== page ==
Studies show that people with the highest hsCRP levels are about twice as likely to develop coronary artery disease and suffer a heart attack or other cardiac event as people with the lowest levels. As a result, hsCRP test results are now increasingly used along with other markers (such as cholesterol and blood pressure) to estimate cardiovascular risk.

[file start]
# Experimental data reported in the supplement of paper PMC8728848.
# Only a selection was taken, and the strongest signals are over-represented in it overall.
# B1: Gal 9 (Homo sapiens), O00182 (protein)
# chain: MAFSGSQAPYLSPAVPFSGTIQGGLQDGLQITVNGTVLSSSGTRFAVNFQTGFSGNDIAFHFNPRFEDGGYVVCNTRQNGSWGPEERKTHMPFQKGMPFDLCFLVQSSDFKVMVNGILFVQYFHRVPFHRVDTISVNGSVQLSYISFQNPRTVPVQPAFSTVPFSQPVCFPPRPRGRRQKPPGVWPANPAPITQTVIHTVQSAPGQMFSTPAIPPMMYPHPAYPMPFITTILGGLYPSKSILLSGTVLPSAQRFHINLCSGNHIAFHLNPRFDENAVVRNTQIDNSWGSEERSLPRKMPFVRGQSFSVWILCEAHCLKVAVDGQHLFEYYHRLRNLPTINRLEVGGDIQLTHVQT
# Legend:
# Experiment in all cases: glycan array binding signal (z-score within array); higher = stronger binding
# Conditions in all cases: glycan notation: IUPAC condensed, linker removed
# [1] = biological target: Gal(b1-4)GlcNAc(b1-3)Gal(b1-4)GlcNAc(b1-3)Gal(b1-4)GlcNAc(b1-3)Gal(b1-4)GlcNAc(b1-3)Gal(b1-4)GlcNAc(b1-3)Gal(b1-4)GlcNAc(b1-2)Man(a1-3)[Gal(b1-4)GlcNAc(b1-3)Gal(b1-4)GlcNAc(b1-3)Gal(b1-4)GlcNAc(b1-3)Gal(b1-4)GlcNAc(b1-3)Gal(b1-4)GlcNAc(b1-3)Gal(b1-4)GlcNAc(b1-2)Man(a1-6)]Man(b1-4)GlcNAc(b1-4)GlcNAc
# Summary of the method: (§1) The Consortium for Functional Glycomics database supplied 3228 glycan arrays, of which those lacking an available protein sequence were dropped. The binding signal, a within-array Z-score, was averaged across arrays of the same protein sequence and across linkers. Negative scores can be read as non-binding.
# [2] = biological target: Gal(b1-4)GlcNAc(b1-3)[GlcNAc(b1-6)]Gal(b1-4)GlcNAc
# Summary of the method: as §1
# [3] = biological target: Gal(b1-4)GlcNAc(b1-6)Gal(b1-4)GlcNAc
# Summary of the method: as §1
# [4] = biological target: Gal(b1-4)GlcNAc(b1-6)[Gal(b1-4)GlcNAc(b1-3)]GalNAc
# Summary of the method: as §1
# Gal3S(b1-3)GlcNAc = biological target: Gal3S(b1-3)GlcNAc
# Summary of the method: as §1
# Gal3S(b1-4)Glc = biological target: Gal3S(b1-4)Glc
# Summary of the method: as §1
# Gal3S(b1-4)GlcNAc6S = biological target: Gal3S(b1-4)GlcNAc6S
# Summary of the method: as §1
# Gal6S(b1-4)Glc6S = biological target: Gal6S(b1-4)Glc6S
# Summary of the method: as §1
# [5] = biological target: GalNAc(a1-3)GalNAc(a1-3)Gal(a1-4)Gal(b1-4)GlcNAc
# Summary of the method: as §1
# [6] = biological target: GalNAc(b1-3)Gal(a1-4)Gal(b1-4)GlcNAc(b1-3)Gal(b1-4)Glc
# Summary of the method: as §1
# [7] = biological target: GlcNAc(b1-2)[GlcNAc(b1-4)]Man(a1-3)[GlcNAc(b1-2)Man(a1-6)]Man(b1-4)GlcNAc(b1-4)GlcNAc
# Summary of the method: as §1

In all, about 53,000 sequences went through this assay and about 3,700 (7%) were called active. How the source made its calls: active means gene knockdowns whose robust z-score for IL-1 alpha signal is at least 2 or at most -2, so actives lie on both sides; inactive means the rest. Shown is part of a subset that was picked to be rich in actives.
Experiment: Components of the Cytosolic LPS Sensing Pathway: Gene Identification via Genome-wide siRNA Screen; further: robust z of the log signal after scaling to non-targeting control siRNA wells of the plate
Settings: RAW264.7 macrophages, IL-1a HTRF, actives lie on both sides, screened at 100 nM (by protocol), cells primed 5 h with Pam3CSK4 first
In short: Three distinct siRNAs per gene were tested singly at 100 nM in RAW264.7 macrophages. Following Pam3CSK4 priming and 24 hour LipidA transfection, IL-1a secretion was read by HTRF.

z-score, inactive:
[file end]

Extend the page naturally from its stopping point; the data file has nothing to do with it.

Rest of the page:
Official guidelines for hsCRP testing are still evolving because it is not yet clear what CRP target levels should be for women of different ages and ethnicities. For now, levels below 1 mg/dL are considered low risk; 1 to 3 mg/dL, average risk; and over 3 mg/dL, high risk. The test should be reserved as a tiebreaker when clinicians are considering whether a person should take medication to reduce risk.